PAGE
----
I paint both warm and cool colors in snow, such as warm pale yellows and roses where the sun hits the snow banks, as in A Cold Meal (above). Shadows may be warm, as well, rather than blue or violet on cold days. The vertical fence posts, tree trunks and sheep absorb warmth from the sun. And that warm color bounces onto the ground and surrounding structures.

Tip

Hone your personal color temperature sensibility by using simple tools to isolate and observe color temperature.

3. Sky

In Havana Afternoon (watercolor on paper, 20 x 26), I painted several warm glazes of quinacridone gold, bumblebee yellow and quinacridone rose beneath the dappled light. I added the cool tones—peacock blue and cerulean blue—after the warm glazes were built up to replicate the heat of a warm day.

When I paint the sky, I rarely use blue paint straight from the tube because the result can be a very cold color. The sun reflects warmth on everything below, even on the coldest winter day. Observe the sky on a sunny day, and you might see that it is quite warm along the horizon and would best be replicated by using an underwash of yellow and rose. These two colors create orange, and orange and blue are complements.

Tip 

Using a small percentage of a warm complement with a cool color can warm that color considerably. Sometimes the upper atmosphere appears to be a warm violet blue, which might best be replicated by painting ultramarine blue, a little cobalt blue, and some quinacridone rose or permanent rose.

Warming the Sky
This chart shows blue paint colors with their complements. Blues are generally cool. In the second column, the corresponding warm complement is painted next to each blue. For the third column, 30 percent of the complement is added to each blue to create a warm dark blue. In the fourth column, a gray is painted from a 50-50 percent mix of the complements. The fifth column features blues that have about 5 percent of the complement mixed in, creating a beautiful warm sky color.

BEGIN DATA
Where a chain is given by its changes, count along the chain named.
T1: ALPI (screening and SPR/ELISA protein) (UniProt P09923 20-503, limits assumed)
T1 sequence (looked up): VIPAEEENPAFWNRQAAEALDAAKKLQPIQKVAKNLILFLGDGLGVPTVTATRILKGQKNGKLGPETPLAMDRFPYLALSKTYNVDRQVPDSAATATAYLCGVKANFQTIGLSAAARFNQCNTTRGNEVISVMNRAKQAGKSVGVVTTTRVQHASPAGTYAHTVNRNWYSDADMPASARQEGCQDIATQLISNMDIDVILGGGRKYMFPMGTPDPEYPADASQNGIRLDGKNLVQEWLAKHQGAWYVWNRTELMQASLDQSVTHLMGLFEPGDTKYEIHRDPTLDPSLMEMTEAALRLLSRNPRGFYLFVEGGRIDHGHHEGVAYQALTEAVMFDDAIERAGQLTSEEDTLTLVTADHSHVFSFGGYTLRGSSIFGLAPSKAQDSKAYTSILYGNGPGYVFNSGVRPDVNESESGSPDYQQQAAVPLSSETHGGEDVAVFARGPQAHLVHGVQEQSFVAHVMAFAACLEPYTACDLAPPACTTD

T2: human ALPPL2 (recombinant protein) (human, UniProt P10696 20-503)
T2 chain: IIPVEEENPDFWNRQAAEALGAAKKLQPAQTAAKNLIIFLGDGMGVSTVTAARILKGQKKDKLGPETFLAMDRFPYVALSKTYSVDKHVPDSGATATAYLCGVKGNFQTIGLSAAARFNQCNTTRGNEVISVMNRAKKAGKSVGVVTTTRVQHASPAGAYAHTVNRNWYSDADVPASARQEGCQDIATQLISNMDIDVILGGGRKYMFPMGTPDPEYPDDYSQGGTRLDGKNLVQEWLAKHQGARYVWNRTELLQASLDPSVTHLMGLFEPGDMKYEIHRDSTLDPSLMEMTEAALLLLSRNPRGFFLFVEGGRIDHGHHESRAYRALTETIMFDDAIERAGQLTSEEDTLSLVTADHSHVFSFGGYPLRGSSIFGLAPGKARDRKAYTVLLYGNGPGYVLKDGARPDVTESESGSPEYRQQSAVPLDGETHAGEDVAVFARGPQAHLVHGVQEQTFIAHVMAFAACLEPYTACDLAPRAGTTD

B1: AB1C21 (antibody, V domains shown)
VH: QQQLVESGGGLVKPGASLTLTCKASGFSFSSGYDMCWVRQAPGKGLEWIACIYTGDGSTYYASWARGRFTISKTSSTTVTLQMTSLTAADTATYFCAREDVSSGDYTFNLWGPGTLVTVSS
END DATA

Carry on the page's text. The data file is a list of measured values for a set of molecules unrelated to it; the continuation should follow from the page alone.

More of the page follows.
4. Water

The color and temperature of water are usually similar to what you observe in the sky. A warm blue sky, for example, will cause a body of water below to appear blue, while a gray sky will create gray water. Warm sunset colors will reflect in the water below.

There are other factors to consider when painting water. Take into account the depth and development of the background, midground and foreground. Plus consider the need to create the illusion of a body of water that lies flat on the surface of the earth and recedes into the distance. I work on creating that illusion of depth in initial painting stages, always remembering how important it is to include warm and cool color temperatures.

Step 1
 This first underwash for Coast O’ Maine (opposite) included raw sienna, quinacridone gold, quinacridone rose and cobalt blue. I penciled in tiny “x’s” where I wanted to retain whites, and I painted around those areas.

In Coast O’ Maine, I painted a light mixed wash of warm and cool colors including raw sienna and cobalt blue, protecting my whites. I made a tiny “x” in pencil on areas I wanted to keep white, painting around them.

Step 2
 The second underwash featured the same four colors, but in a heavier application. I began developing depth of field at this stage. On the third underwash, I mixed the quartet of colors with ultramarine blue, serpentine green and Hooker’s green to develop the background foliage. Background areas are pushed back at this stage with thin washes of ultramarine blue.

The purpose of the second wash was to develop depth in the water and a background, midground and foreground. Depth can be created in several ways; here, I’ve utilized value to create distance. The distant horizon of the water is the lightest value, and values grow darker as I paint toward the foreground. I also can use color temperature to develop distant horizons by painting cool colors, which usually recede, in the background and warmer colors, which tend to make an area appear to advance, in the foreground.

Tip

When painting water, you can create a sense of depth from the very beginning by using value contrast and color temperature. Light to dark values create a sense of depth. Cool colors recede, and warm colors come forward.

Temperature Truths

Even though there are seasonal differences in color temperature, some things are always true:

  • There’s often warm sunlight bouncing under the eaves of buildings and along other vertical shapes, and then back down onto the surface of the ground.
  • Structures and objects in the landscape absorb and reflect both warm and cool light onto surrounding objects as well as on the horizontal surface.
  • It’s easier to make a warm color cool when painting than it is to make a cool color warm. Under washes are a great way to build warm color temperature successfully.

Use these color temperature techniques to take your landscapes to the next level!


About the Artist

Round Hill, Va.-based artist Catherine Hillis enjoys competing in plein air events across the country and holds signature membership in several national watercolor societies. She has appeared in the Splash series three times, as well as in numerous other publications. In addition, she’s a popular workshop and classroom instructor.

This article excerpt first appeared in Watercolor Artist. Subscribe for more great watercolor instruction and inspiration!